Mumbai, 13th November 2022: India has noted a rise of 150% in the number of people diagnosed with diabetes in the past three decades. According to ICMR data, around 15,000 fresh cases of Type-1 diabetes among children below 14 years have been reported every year. In 2015, approximately 3 children per lakh were diagnosed with Type-1 diabetes, and that number has increased by 80-100% in 2022. Early diagnosis and timely treatment are the key factors in the effective management of Type-1 diabetes, however physical activity and psychosocial support play an equally critical role. To provide top-quality care, support research and management of the disease there is a special program initiated by P. D. Hinduja Hospital along with Madras Diabetes Research Foundation (MDRF), Chennai and KEM Hospital, Pune as - The Type 1 Diabetes (T1D1) Program. This aims to create a collective understanding of the disease, improve awareness among patients, and educate caregivers. The program also offers free treatment for patients below 18 years who come from financially weaker sections along with free lab tests, insulin and glucometers.
P.D. Hinduja Hospital & MRC commemorated World Diabetes Day 2022 by organizing a special Walkathon with kids part of the T1D1 Program at the hospital to raise awareness about juvenile Type -1 diabetes and to encourage them to live their childhood to the fullest and actively participate in physical activities along with some other fun activities.
While Type-2 diabetes is mainly lifestyle-related and develops over time, Type-1 diabetes (also known as Juvenile Diabetes) is an autoimmune disease that often shows up early in life and is mainly dependent on genetics. As the disease is contracted at an early age, the general assumption is that the child will have a compromised life with limited physical activity.
Mr. Gautam Khanna, CEO, P.D. Hinduja Hospital & MRC shared, “At P.D. Hinduja Hospital we always strive and focus on the current diseases prevalent in the city of Mumbai. A trend of Type-1 diabetes has been on a rise, especially among lives below the age group of 18 and our efforts through our very successful T1D1 program aim to arrest these growing concerns amongst the underprivileged children in the city. It provides 5 years of free treatment, regular consultations with experts, free lab tests and essential diabetic care products. The program aims to provide consultation, education and counseling to the cities young patients. We want to increase the sense of normalcy for these kids with Type-1 diabetes plus raise awareness about juvenile diabetes through this World Diabetes Day walkathon and other fun activities where we highlight the importance of physical activity as well as showcase their ability to participate in such activities.“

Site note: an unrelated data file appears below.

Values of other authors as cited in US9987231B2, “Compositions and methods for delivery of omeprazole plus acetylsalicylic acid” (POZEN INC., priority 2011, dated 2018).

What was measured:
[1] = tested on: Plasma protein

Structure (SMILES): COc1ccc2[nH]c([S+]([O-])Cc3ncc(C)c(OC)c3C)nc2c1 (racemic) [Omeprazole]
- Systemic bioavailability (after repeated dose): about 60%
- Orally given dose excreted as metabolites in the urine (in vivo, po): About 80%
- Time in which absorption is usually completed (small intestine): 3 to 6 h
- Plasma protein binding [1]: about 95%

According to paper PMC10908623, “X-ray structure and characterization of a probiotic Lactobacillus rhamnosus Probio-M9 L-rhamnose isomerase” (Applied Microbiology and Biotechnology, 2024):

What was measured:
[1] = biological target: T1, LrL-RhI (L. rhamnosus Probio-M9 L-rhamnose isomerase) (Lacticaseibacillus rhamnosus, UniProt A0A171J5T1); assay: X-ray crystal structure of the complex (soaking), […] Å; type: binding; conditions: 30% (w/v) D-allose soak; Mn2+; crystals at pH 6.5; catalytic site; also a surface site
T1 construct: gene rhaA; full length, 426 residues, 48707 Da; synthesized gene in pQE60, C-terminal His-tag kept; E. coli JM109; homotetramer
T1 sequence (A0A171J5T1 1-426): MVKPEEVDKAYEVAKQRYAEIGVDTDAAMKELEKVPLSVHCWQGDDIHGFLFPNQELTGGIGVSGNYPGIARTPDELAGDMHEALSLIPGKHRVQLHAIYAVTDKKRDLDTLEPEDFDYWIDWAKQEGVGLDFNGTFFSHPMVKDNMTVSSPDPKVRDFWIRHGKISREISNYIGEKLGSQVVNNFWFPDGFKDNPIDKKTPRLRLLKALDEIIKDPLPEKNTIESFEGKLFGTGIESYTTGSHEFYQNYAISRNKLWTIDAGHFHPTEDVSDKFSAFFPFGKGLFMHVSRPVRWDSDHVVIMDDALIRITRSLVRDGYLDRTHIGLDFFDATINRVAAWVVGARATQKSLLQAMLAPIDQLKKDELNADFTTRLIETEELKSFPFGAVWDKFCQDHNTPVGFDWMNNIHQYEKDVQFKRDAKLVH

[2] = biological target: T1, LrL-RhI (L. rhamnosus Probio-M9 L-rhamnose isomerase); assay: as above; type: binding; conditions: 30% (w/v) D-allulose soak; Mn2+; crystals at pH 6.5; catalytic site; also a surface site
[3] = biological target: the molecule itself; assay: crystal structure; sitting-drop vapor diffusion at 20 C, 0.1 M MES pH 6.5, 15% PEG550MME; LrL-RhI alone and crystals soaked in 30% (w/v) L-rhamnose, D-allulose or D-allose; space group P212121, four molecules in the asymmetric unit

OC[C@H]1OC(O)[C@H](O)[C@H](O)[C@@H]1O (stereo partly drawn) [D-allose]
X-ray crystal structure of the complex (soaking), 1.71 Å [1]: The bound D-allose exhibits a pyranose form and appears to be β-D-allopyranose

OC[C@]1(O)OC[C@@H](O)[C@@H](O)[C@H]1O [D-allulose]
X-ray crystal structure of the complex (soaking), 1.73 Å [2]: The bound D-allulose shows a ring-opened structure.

According to the hospital, experts treating children living with Type-1 Diabetes in about 8 out of 10 cases, the child or their parents believe that they cannot participate in any physical activities and that they will have a very restricted lifestyle. However, the doctors at the hospital have been advising that these children need to actively participate in physical activities following a healthy diet and prescribed insulin therapy. In today’s time and age, it Is extremely important to maintain a healthy lifestyle and change the narrative. Additionally, psychosocial aspects also need to be taken care of, post diagnosing a child with T1D it is difficult for the child as well as the parents due to the societal image of what it means to be ‘diabetic’.
Dr. Phulrenu Chauhan, Consultant, Section Co-Ordinator, Department of Endocrinology, P.D. Hinduja Hospital & MRC said,. “Type-1 Diabetes mellites predominantly seen in children & adolescents has been increasing at an alarming rate. Although there is no cure for Type-1 diabetics, it can be adequately managed by keeping the blood sugar levels in check with timely insulin, a healthy diet & lifestyle changes to prevent complications. As the whole experience can be traumatic for both the kids & parents, Psychological support is essential. There needs to be more awareness and acceptance of the fact that children with Type-1 diabetes who use insulin as a routine are as normal as any other child. Early diagnosis, timely diabetes management, support, and encouragement to lead a normal life would help make the future healthier for children living with Type-1 diabetes.”
There are multiple international guidelines available for Type-1 diabetes management, however, culturally adaptable guidelines which include affordable diabetes care is needed to increase awareness and have maximum reach in densely populated countries like India. As a society, we need to create an accepting environment for our children so they don’t feel denied out of normal things that everyone should experience. Catering to their psychosocial needs like social groups, a positive school, and work environment would further improve their will to deal with an autoimmune disease. It’s time, we focus on controlling the spread rather than shaming those affected.